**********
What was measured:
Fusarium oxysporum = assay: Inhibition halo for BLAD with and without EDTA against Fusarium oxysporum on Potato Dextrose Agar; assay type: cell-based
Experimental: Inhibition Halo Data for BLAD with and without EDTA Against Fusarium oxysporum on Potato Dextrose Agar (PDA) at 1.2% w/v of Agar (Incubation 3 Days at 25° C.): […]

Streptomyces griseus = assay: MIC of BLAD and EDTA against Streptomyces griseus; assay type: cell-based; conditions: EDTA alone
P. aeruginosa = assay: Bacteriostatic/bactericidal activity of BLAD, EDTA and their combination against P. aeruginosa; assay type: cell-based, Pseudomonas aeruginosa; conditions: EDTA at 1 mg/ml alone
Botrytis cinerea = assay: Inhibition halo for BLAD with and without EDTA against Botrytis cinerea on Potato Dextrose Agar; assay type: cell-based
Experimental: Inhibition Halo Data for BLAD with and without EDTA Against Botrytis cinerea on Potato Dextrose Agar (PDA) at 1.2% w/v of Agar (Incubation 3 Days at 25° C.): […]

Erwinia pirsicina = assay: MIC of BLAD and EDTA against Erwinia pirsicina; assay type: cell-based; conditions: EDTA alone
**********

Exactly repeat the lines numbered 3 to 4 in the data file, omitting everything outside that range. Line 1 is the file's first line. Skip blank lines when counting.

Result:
Experimental: Inhibition Halo Data for BLAD with and without EDTA Against Fusarium oxysporum on Potato Dextrose Agar (PDA) at 1.2% w/v of Agar (Incubation 3 Days at 25° C.): […]

Streptomyces griseus = assay: MIC of BLAD and EDTA against Streptomyces griseus; assay type: cell-based; conditions: EDTA alone